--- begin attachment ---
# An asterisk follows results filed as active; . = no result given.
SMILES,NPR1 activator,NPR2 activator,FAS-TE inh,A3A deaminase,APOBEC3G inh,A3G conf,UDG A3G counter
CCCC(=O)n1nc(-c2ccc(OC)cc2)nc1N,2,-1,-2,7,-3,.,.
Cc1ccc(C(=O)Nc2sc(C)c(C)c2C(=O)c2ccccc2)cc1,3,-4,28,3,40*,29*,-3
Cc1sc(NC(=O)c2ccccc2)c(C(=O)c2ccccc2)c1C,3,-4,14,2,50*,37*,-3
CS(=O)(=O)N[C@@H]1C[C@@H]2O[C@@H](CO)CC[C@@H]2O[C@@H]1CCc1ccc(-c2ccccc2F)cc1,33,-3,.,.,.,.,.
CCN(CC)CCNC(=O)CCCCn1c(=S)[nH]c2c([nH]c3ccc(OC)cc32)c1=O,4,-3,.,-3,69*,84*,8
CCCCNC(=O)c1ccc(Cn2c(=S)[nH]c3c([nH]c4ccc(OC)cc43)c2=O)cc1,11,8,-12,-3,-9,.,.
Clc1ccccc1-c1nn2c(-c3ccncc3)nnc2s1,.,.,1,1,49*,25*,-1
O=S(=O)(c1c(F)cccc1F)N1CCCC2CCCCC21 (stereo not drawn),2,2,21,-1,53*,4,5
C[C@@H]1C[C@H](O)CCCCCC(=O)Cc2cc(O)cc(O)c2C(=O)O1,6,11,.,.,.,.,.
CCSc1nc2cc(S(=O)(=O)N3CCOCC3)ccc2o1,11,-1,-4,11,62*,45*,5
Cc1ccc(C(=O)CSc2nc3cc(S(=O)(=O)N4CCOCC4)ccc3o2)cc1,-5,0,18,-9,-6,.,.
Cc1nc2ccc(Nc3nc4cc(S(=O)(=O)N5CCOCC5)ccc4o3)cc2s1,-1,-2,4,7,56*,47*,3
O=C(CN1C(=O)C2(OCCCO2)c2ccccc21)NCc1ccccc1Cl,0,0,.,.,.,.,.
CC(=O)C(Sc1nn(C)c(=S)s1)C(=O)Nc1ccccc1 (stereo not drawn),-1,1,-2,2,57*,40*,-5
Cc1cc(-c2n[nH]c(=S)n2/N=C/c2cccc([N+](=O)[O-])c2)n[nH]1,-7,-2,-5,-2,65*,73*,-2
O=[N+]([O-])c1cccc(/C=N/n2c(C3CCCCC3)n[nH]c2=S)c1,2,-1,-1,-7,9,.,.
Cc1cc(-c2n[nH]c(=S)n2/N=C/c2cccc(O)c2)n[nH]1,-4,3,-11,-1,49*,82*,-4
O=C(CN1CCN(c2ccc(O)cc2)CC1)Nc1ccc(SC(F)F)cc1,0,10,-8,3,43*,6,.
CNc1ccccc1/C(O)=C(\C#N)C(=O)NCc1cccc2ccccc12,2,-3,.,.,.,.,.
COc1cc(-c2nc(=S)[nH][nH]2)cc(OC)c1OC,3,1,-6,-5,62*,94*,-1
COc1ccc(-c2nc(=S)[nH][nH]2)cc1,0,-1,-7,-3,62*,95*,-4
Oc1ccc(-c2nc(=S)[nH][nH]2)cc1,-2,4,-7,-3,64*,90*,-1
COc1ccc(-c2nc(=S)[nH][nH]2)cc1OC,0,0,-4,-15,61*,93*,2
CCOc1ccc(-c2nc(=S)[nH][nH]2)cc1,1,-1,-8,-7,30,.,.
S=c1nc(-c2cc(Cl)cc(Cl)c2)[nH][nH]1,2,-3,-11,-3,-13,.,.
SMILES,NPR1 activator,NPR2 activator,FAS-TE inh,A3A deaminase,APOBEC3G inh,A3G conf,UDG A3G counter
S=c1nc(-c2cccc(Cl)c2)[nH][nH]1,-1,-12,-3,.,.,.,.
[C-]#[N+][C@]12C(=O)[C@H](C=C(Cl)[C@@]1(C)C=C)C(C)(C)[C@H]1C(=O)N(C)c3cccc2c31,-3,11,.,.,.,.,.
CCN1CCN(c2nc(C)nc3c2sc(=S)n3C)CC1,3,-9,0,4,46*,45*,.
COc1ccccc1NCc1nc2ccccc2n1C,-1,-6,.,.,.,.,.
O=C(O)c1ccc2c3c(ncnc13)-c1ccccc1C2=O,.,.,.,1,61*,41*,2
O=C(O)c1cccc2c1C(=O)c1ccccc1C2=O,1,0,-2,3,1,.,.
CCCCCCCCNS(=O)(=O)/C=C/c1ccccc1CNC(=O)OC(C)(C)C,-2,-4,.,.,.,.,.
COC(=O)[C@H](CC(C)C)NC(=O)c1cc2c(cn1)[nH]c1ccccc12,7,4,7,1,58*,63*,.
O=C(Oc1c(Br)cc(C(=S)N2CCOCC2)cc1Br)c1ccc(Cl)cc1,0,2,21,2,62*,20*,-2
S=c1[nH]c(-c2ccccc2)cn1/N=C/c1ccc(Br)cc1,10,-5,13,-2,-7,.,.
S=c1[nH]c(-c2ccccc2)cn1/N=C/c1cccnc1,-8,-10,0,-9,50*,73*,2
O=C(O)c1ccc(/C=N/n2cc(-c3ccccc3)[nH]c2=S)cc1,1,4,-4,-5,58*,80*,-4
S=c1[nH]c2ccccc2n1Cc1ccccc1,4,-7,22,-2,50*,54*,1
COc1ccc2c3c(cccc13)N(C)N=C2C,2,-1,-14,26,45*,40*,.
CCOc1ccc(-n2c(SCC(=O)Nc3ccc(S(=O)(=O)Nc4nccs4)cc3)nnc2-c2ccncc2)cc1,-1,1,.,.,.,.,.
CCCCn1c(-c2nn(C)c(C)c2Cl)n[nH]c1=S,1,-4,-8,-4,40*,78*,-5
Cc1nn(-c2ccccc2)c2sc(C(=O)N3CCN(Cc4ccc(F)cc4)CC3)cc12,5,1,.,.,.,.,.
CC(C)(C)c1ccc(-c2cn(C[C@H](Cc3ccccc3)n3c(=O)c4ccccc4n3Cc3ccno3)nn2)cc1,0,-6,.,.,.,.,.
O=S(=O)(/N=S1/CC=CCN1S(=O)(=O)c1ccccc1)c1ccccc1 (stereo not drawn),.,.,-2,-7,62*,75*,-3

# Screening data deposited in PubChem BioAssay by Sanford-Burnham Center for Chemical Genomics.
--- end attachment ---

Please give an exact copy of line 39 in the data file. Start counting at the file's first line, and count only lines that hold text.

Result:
S=c1[nH]c(-c2ccccc2)cn1/N=C/c1cccnc1,-8,-10,0,-9,50*,73*,2